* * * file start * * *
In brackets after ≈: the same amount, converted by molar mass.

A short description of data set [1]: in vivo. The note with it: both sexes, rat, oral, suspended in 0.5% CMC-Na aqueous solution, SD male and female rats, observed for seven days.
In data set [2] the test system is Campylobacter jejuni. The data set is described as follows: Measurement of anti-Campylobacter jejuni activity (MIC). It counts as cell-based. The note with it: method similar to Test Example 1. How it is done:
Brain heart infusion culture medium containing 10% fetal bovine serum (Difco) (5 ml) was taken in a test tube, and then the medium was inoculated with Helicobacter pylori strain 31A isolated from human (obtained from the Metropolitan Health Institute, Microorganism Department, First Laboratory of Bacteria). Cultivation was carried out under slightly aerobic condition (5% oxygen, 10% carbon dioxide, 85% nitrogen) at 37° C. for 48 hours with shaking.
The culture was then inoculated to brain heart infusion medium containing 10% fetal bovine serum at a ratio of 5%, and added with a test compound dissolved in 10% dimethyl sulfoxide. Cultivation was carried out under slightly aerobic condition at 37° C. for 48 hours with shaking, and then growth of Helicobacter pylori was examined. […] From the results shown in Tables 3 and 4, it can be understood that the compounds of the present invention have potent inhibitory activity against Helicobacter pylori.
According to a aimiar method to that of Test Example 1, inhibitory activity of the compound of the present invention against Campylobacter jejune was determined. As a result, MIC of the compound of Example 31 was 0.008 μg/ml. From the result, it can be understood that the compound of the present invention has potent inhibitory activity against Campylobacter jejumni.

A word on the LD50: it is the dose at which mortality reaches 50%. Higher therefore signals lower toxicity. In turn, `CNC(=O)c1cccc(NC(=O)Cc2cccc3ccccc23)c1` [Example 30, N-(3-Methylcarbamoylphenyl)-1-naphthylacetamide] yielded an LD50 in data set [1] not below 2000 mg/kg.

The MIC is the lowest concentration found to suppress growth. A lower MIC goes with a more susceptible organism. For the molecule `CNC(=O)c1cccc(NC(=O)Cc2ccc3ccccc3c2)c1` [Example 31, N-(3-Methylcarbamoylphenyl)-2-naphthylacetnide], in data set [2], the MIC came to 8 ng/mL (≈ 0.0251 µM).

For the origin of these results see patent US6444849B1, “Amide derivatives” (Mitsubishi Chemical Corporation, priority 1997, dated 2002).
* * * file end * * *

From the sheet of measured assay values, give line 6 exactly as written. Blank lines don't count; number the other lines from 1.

According to a aimiar method to that of Test Example 1, inhibitory activity of the compound of the present invention against Campylobacter jejune was determined. As a result, MIC of the compound of Example 31 was 0.008 μg/ml. From the result, it can be understood that the compound of the present invention has potent inhibitory activity against Campylobacter jejumni.